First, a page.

Why I Don't Care What Jesus Looked Like

There's never been a culture more visual than ours, and it's going to get worse. Since the advent of phones able to take pictures (less than 20 years ago) there's been an explosion of images. According to InfoTrend, the world will take 1.2 trillion photos in 2016. Most of them will sit on our phones until we delete them without ever having looked at them again. Why do we do it? Is it literally to "capture" a moment, to increase our possessions by making the intangible tangible and claiming it for our own? And what is our obsession about documenting every moment doing to our sense of time, values and even friendship, if we can't just enjoy without clicking?

These rather gloomy thoughts were prompted by the resurfacing on social media of an image of Jesus from a couple of years ago. Unlike the usual airbrushed Aryan look, this claims to be the real deal. Retired medical artist Richard Neave used skulls from the Jerusalem area to reconstruct a typical 1st-century Semitic face. Of course the chances are millions to one against it really being the face of Jesus, but the reconstruction narrows the field a bit; he was more likely to be short, with brown eyes and dark curly hair, than the chap who's knocking on the door in that Light of the World painting.

Christ the Saviour, a 6th-century encaustic icon from Saint Catherine's Monastery, Mount Sinai.Wikimedia Commons

But you know what? I don't care. I don't think it matters what Jesus looked like, and I'm not even mildly curious. I think that rather than obsessing about image, we should care about content. What someone looks like is far less important than what they say, and what they say is far less important than what they do. And I wonder what, in this image-obsessed age, people would have made of someone who was nothing special to look at?

What's quite interesting on the other hand, is the way that – in the absence of any evidence whatever – people have spun his suppose appearance. Many early accounts of what he looked like focused on what they said was his unattractiveness. The 2nd-century anti-Christian philosopher Celsus described him as "ugly and small". He could be written off as biased, but Christian authors concurred: Irenaeus said he was "weak and inglorious", other early sources say he was small bald and 'crooked' or hunch-backed (The Acts of John). They point to Isaiah's prophecy that he had no beauty or majesty to attract us to him" (53:2). Some have even suggested that the taunt, "Physician, heal yourself" (Luke 4:23) was a reference to some bodily deformity – unlikely, as it's never mentioned in the Gospels and it would have been difficult for him to have gained such a following if he were deformed in some way.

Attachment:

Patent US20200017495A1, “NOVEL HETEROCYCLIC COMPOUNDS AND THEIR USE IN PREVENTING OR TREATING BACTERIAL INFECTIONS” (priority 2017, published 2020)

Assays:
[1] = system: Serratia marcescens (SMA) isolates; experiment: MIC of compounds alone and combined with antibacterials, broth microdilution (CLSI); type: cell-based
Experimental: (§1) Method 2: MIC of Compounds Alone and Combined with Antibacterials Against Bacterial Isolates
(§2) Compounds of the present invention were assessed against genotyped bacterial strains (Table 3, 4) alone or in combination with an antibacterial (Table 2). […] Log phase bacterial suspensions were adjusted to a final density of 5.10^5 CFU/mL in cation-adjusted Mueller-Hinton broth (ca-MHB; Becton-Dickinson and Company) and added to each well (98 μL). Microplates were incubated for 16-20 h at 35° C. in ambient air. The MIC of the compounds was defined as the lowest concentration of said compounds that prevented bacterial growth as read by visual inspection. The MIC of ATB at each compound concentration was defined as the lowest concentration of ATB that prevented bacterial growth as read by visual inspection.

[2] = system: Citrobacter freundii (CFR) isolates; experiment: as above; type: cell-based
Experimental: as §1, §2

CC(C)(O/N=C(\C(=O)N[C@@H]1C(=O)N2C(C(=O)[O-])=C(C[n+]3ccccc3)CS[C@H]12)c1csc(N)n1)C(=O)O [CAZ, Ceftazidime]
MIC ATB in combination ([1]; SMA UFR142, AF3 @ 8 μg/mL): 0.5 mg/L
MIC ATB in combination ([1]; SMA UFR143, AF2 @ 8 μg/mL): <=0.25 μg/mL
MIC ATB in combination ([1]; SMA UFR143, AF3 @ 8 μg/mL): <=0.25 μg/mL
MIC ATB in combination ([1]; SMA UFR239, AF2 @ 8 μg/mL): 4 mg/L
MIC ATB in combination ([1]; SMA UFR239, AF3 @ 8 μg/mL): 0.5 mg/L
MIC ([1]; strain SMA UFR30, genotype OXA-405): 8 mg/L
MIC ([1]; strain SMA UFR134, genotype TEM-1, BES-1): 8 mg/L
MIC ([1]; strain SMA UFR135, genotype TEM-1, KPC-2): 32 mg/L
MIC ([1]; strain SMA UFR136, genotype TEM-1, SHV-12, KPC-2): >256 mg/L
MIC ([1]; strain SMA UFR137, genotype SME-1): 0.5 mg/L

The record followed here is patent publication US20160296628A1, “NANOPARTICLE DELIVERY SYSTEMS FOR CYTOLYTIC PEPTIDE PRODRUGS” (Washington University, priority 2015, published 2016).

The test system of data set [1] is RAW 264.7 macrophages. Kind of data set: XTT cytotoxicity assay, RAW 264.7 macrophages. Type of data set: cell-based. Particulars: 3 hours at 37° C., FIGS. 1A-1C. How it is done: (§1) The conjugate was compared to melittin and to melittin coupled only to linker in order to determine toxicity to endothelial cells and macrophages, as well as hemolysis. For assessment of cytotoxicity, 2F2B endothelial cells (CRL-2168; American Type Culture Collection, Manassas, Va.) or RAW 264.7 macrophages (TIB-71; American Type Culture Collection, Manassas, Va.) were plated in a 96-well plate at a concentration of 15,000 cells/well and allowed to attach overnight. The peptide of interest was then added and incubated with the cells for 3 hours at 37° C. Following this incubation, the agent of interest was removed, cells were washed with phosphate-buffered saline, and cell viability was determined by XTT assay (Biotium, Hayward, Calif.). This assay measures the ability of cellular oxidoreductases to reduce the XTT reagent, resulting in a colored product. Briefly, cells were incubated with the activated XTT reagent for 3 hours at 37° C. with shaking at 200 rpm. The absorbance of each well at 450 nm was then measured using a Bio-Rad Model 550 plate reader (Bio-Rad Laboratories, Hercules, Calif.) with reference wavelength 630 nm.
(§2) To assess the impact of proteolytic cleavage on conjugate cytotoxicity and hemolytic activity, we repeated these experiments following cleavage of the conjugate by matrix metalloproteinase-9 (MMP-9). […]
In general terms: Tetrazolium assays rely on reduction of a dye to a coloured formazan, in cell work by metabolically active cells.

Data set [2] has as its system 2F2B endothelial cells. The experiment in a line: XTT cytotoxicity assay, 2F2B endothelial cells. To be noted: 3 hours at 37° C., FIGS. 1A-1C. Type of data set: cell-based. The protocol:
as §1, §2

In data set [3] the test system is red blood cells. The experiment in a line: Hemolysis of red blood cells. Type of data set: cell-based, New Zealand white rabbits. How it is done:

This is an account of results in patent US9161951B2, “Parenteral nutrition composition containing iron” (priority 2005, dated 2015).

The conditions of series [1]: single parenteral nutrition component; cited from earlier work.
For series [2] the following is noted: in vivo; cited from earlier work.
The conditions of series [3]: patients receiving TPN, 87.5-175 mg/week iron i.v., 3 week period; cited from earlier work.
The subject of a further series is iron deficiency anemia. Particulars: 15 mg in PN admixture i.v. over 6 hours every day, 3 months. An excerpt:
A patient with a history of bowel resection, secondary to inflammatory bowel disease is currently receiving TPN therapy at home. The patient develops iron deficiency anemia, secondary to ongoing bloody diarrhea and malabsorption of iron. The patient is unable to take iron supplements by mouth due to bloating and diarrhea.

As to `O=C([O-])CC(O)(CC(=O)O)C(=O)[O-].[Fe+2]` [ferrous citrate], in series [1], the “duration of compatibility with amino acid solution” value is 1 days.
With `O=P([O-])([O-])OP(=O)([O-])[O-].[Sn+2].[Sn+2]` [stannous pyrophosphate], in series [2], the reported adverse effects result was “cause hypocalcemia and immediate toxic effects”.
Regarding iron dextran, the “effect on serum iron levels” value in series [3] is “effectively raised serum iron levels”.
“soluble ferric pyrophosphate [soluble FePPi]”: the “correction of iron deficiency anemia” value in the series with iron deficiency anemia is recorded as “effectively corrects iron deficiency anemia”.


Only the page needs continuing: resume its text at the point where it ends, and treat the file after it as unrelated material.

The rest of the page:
That was not, however, the image that prevailed. more mainstream figures like St Jerome and St Augustine said he was an ideal specimen of human beauty, and that – unsurprisingly – is the version that came to dominate in figurative art.

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I suspect that they're both wrong, and that Jesus was just ordinary. And I think, too, that it's just as well we don't know what he looked like. I think this is one of the rare areas where it's OK to detach the historical Jesus from his roots in a particular place, in the interests of universalising him. My own tradition is Baptist, and we don't do pictures of Christ. But I like the idea of an African Christ who is black. I like the idea of a recognisably Chinese Christ, or an Inuit or Malay Christ; even of a white Christ. Because once we capture an image of Christ and say, "This is who he is," we're also saying, "This is who he is not." And we mustn't do that, because Christ is not just for one people, but for the world.

There's only one answer to the question, "What did Jesus look like?"

He looked like me. And you. 

Follow Mark Woods on Twitter: @RevMarkWoods

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